Hello dear readers,
After a brief writing hiatus, I have returned to my roots, sharing my ideas with you and learning and growing together. I wanted to relaunch my blog with a story AND a special offer (keep reading)!
A few weeks ago, my now 12-year-old daughter begged me for “fake” nails. I tried them when I was younger and decided I don’t like them.
I don’t like the way they make my fingers feel, and it feels as if I have reduced use of my hands when wearing gel nails. So that is my back story and my history with them. Enter my daughter, who was desperately begging me for “fake” nails.
I have noticed recently that my once-always-agreeable daughter has suddenly, as she has hit puberty, found her voice. For her long-term development, this is fabulous news! I don’t want her to ever be a doormat who allows people to walk all over her. But as her parent, it takes some adjustment on my part to this new phase she has entered. And it has taken me a few months to even become aware of what is shifting and then to begin to adjust to this new “her.” But with practice, I am adjusting more and more quickly. It is still not totally smooth, but things are getting better every day.
When my daughter first asked me if she could get gel nails put on one Saturday, my immediate, knee-jerk response was “no way!” When she asked why, I explained that gel nails are annoying, you cannot use your hands that well with them on and I cannot stand them. Deflated, she slumped in her chair and said “But that is how you feel about them, Mommy. That’s not how I feel. I really like them and I really want to try them.”
Noticing her body language and really “hearing” her words, I realized that I was in one of those shifting moments when it is time for me to adjust to the new “her.”
So I spun on my heels and told her that I had changed my mind. I told her that she was 100% correct – I cannot expect her to dislike gel nails just because I do and that if she wanted to try them, I would support her. Overjoyed, she jumped up and hugged me.
Later that day, we went to the nail salon. It was very crowded and we had to wait a while for her turn. Between the wait and the time it took to put the nails on, we were there two hours! We were both quite tired afterwards, but she was delighted and could not stop looking at her nails. That was the day before Easter. The next day, she proudly showed her nails to all of our family members who arrived to celebrate the holiday.
Throughout the week, my unconsciousness surfaced a few more times. Whenever the nails would get in the way of her doing something (opening a can, picking up a penny) I would readily point out that the nails were interfering with her ability to live her life. After a few of these comments, she came to me and asked me to please stop saying these kinds of things. She told me that she really liked them and it did not bother her that much that the nails made certain things more difficult, but what was more difficult for her was listening to me constantly pointing out WHY she should feel the same way about the nails as I do. Again, she was 100% correct and she showed me yet again where it is I needed to grow. From that point forward, I refrained from making negative, judgmental comments and the week proceeded peacefully. It was a full week before she went back to school. When I dropped her off the first day back, she wondered out loud what the kids at school would think of her nails. When she came home that first day, I asked her what the kids thought about her new nails. She said no one even noticed!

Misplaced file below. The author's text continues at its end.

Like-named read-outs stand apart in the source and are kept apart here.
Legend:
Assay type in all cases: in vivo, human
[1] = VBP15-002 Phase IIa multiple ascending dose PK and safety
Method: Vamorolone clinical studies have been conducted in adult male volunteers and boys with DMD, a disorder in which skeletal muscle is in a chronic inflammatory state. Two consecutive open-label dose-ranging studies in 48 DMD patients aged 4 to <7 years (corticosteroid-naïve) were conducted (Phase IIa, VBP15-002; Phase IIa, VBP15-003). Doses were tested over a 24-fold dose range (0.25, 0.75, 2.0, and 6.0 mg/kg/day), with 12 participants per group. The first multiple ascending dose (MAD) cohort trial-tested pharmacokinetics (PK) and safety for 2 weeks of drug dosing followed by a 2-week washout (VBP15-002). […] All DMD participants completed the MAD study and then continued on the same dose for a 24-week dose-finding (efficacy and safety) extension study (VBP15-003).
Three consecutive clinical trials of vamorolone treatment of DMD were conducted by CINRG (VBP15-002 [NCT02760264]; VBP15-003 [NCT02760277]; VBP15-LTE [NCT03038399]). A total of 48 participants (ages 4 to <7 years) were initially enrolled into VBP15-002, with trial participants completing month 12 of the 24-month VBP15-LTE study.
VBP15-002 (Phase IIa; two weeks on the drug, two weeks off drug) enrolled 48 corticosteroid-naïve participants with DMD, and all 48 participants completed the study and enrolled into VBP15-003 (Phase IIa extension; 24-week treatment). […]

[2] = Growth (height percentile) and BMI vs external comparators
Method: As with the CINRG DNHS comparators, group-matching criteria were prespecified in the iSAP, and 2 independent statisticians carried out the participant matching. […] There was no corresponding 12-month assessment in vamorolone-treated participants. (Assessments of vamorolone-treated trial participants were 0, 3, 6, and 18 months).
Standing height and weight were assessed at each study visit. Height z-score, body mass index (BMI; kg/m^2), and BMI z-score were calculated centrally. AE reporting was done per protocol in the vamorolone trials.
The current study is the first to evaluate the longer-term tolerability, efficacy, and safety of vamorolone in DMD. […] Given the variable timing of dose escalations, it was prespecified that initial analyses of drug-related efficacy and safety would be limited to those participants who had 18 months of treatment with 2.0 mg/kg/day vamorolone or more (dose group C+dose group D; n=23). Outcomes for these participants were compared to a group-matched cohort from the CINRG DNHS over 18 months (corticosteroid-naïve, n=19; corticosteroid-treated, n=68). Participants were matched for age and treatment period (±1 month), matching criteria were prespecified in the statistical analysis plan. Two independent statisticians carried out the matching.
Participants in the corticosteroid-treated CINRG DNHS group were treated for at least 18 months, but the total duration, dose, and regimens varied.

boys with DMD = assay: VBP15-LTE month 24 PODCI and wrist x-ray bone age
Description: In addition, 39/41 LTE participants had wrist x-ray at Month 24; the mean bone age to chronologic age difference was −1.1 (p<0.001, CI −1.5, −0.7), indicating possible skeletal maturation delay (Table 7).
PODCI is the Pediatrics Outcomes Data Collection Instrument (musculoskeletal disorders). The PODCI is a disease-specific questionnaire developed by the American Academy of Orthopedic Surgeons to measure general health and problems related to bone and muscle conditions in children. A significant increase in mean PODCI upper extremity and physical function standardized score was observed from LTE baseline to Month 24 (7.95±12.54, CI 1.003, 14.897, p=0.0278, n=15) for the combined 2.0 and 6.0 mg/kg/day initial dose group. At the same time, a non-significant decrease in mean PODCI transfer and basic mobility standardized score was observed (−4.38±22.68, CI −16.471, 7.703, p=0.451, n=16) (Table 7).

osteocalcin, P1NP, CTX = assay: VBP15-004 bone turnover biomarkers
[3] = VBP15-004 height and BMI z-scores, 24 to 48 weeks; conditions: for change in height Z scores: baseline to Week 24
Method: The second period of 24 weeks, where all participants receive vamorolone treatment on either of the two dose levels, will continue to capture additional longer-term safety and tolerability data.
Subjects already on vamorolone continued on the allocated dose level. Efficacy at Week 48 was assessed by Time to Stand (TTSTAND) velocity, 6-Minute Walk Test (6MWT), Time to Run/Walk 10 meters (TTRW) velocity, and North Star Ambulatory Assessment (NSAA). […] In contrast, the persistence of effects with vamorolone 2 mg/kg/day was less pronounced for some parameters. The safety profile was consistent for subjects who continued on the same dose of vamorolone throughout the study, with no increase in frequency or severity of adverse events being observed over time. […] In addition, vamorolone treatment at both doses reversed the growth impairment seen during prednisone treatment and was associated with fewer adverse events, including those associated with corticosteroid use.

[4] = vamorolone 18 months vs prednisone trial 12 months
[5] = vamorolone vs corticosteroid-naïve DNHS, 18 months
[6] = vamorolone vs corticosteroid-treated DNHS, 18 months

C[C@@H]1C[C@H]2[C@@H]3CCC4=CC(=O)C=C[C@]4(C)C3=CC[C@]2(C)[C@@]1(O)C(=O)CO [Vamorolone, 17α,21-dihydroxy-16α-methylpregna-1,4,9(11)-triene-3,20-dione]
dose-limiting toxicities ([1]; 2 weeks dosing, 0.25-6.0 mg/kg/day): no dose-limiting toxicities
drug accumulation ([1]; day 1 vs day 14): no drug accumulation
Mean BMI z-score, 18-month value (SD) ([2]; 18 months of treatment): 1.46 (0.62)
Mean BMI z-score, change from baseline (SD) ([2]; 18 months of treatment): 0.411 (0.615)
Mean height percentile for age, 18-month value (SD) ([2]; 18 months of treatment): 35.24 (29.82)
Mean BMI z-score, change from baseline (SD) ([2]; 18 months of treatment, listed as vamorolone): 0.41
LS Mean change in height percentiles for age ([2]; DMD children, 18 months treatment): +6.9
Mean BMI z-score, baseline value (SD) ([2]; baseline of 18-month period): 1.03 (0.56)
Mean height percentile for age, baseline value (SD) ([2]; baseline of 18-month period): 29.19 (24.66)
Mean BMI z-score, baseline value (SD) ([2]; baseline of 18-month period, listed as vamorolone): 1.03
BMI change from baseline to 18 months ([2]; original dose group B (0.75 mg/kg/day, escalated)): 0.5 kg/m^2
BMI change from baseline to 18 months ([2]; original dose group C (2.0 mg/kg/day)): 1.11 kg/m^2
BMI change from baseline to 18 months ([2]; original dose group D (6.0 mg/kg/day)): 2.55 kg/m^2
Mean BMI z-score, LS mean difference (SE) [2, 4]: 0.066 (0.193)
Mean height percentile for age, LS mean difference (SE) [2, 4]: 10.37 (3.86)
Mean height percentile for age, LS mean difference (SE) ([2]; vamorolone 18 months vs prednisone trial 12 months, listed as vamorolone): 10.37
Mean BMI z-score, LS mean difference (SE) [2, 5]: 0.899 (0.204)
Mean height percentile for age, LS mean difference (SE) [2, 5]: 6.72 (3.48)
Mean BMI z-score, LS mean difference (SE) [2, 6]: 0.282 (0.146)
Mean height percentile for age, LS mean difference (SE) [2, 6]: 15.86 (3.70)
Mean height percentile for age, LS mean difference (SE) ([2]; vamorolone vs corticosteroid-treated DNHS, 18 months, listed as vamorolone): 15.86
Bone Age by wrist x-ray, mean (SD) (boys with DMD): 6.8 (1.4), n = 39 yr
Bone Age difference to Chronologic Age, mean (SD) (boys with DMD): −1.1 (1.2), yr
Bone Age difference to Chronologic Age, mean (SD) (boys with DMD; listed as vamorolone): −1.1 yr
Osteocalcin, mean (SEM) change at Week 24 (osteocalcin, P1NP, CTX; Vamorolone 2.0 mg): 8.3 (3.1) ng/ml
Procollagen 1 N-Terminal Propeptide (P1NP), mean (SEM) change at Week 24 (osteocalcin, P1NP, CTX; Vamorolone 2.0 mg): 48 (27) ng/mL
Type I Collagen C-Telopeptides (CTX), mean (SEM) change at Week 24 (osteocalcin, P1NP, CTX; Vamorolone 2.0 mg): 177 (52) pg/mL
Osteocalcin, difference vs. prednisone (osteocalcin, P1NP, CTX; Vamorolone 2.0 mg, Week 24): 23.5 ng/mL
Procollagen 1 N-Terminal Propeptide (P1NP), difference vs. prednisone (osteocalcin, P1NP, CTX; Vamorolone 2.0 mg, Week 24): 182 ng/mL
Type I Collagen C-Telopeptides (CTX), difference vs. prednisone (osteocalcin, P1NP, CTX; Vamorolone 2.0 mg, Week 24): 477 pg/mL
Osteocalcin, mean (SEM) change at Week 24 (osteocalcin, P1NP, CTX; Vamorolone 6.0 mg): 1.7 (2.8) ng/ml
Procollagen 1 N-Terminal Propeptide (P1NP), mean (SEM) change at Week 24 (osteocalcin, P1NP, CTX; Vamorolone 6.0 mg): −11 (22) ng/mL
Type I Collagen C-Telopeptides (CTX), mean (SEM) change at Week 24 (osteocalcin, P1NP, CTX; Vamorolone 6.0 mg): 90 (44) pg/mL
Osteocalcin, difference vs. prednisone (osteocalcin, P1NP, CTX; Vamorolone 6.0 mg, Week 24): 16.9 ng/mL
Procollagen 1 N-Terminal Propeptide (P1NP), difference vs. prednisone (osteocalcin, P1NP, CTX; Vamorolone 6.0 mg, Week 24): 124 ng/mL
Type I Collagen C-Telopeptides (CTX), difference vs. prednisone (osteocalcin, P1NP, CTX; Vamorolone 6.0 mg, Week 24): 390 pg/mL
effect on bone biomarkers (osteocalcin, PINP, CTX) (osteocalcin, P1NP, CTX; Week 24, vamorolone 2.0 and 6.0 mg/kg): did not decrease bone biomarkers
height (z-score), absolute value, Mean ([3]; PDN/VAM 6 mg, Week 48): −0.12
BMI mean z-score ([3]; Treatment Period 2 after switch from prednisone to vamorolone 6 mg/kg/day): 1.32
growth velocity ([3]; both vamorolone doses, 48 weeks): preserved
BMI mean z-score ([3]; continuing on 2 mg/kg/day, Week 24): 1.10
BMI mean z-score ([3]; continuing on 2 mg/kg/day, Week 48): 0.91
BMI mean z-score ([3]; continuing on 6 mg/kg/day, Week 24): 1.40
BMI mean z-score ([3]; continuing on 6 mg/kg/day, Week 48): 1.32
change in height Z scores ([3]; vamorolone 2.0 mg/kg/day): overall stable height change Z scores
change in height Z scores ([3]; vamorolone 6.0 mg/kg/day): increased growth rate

The next day, I noticed that one of her nails had fallen off. The day after that, three of them were off and by the next morning, they were all off. When I asked her what happened to her nails, she said she took them off because they were falling off anyway. I asked her if she wanted to get new nails put on and she said she might want to do it for special occasions like proms and such, but not for everyday life. And we haven’t spoken of it since.
Looking back, I realized that I think part of her desire for the fake nails was to look like many of the other girls in her school who have them (she had shown me many pictures on social media of girls and their nails). Once she realized it wasn’t getting her the “social capital” she was hoping for, having them on became less and less important to her.
Frequently, I help parents in my coaching practice to adjust to their ever-changing children, especially when they enter puberty. This situation was a chance for me to take a little of my own guidance.
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